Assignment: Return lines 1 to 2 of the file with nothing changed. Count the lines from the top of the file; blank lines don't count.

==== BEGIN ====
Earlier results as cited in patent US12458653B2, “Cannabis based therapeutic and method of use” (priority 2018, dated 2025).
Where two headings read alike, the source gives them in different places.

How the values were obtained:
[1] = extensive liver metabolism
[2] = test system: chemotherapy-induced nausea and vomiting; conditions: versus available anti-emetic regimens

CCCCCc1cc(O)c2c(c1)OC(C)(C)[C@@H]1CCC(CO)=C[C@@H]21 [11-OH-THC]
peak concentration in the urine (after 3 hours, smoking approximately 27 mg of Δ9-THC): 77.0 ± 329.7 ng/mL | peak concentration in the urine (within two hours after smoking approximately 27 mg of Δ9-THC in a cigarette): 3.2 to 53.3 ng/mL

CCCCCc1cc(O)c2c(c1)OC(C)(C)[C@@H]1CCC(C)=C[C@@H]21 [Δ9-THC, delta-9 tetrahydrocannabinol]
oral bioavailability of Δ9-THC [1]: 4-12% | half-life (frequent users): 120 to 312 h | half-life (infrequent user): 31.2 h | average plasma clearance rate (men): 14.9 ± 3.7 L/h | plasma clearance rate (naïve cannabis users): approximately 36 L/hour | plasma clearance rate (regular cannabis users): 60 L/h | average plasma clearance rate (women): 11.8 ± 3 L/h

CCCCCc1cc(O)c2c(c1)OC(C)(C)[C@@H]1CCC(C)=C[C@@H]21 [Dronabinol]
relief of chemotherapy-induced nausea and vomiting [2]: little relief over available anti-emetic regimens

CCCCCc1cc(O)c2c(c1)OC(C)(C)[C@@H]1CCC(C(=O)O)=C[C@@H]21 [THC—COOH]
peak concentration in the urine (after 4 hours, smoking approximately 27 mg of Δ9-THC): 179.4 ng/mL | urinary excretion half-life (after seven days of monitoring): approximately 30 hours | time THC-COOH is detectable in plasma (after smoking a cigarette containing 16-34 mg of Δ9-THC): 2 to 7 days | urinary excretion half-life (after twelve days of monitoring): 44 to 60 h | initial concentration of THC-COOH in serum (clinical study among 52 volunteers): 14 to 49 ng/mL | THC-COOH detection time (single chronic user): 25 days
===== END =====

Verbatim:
Earlier results as cited in patent US12458653B2, “Cannabis based therapeutic and method of use” (priority 2018, dated 2025).
Where two headings read alike, the source gives them in different places.